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Row over rights law.

Ministers are considering legislation instructing judges how to interpret the Human Rights Act if they try to block the Government's new deportation policy.

Lord Chancellor Lord Falconer said he was looking at the possibility of introducing a Bill to clarify the legal position.

Officials in the Department for Constitutional Affairs confirmed it could force judges to give equal weight in their assessment of such cases to the interests of state security and the rights of the individual facing deportation.

"What I am talking about is a Bill which says this is the correct interpretation of the Human Rights Act," Lord Falconer said.

He said that it was "the sensible way" of staying inside the European Convention on Human Rights while having an effective policy on deportation.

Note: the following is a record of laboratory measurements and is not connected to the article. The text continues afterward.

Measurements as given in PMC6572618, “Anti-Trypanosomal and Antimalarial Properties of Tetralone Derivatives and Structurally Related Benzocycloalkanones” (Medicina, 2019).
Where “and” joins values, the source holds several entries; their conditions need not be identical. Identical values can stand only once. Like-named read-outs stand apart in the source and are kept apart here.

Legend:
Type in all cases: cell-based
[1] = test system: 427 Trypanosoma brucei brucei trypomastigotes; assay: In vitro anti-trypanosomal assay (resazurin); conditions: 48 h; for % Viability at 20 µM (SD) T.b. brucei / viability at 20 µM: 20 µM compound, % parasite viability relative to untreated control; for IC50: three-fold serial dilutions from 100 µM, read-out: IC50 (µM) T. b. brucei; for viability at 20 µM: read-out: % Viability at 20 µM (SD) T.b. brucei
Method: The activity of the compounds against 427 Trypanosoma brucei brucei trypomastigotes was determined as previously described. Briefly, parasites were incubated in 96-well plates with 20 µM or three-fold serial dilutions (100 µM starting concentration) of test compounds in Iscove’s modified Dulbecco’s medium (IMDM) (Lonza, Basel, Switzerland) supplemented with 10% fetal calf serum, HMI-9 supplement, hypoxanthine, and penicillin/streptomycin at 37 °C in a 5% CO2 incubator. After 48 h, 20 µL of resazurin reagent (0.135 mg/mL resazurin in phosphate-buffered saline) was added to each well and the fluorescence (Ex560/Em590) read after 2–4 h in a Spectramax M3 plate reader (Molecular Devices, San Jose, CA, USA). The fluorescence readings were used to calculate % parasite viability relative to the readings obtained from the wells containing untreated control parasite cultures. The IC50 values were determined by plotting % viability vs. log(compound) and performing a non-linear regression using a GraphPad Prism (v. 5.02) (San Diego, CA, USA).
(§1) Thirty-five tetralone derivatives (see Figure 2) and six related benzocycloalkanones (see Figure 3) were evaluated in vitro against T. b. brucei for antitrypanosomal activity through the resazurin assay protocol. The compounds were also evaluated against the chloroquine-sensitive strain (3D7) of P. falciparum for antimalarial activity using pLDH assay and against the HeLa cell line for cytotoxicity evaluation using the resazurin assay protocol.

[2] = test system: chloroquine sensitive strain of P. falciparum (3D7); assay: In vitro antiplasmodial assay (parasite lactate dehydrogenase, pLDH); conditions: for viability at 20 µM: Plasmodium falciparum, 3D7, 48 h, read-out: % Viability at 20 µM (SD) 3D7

It follows warnings from human rights lawyers that plans to deport Islamic extremists to countries where they could face torture would breach the European Convention on Human Rights which is enshrined in the Act.

Meanwhile, legal battles to deport 10 terror suspects including one described as "al Qaeda's ambassador to Europe" are under way today as human rights lawyers prepare to clash with the Government.

The 10 were rounded up and detained yesterday after ministers finalised agreements which could allow them to be deported to countries which have poor human rights records.

A ground-breaking deal between the Home Office and Jordan is designed to guarantee deportees will not be killed or tortured on their return.
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Publication:Evening Chronicle (Newcastle, England)
Date:Aug 12, 2005
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